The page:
A report released last week indicated that humanity is running out of time to stop climate change before we surpass the 1.5 degrees C of warming considered "safe". By some calculations, we have just one year left to stop emitting carbon dioxide, or risk surpassing the 1.5 degree mark and entering into calamitous and irreversible global warming. One year is not a lot of time.

As I read these reports and consider the implications for my beloved home state, my mind keeps returning to the places I've wandered over the past year, from oceans to mountains to rivers to old growth forests. These places that inspire, restore, and literally sustain us are all at risk. They could all be lost. For the sake of our Evergreen State, for the sake of the places we call home, for the sake of our neighbors (human and wildlife) around the world... we desperately need to act.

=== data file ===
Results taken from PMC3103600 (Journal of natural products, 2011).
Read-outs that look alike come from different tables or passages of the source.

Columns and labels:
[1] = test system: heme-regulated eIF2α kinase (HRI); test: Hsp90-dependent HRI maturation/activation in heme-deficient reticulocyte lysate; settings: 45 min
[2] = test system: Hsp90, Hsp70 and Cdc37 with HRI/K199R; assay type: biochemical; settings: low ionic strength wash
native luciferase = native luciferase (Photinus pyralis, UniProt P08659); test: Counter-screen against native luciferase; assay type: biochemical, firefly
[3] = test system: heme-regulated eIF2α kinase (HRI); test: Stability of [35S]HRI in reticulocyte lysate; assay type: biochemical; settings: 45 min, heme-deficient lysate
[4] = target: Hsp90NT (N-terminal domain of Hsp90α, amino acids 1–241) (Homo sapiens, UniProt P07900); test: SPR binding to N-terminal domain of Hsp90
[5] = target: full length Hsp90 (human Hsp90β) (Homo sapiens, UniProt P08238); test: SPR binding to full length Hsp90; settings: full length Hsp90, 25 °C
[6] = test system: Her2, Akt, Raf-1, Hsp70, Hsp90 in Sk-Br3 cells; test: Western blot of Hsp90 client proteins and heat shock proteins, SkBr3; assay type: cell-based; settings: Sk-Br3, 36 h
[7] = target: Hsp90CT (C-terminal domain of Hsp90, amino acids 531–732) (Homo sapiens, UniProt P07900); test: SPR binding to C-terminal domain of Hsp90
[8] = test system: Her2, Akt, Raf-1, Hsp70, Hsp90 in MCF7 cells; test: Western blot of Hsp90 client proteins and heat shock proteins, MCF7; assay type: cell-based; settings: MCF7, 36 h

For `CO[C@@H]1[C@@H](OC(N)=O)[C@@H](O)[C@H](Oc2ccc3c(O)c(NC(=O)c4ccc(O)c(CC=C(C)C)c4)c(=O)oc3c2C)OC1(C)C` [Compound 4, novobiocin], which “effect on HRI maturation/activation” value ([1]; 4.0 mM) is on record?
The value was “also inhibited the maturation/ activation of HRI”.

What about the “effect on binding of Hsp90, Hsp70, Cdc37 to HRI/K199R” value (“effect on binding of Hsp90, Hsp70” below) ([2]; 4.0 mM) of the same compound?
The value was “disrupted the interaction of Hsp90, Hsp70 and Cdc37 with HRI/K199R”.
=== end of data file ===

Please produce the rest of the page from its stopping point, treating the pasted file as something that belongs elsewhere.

Monday, January 2, 2017

Wanderings: First Day Hike at Saint Edward State Park

Seminary Trail, Saint Edward State Park. Lainey Piland photo

For the fourth New Year's Day in a row, my husband and I headed out to one of the fabulous Washington State Parks for a First Day Hike in the chilly winter sunshine. In previous years, we've visited Deception Pass State Park, Wallace Falls State Park, and Cama Beach State Park. Thirty-two state parks hosted official First Day Hikes this year. Although Saint Edward State Park wasn't one of them, we decided to revisit this familiar and favorite place for a leisurely hike, knowing these trails were still within the ability of my nearly-six-months-pregnant, tired, achy body.

With temperatures hovering right around freezing and the previous night's trace of snowfall still an icy crust on the ground, we bundled up in the car and then made a brisk beeline for the South Canyon trail. There were just a handful of cars in the parking lot, and I could count on one hand the number of people we passed on the way down the cold and shaded trail, greeting each with a jubilant "Happy New Year!" This was the quietest I'd ever seen the park.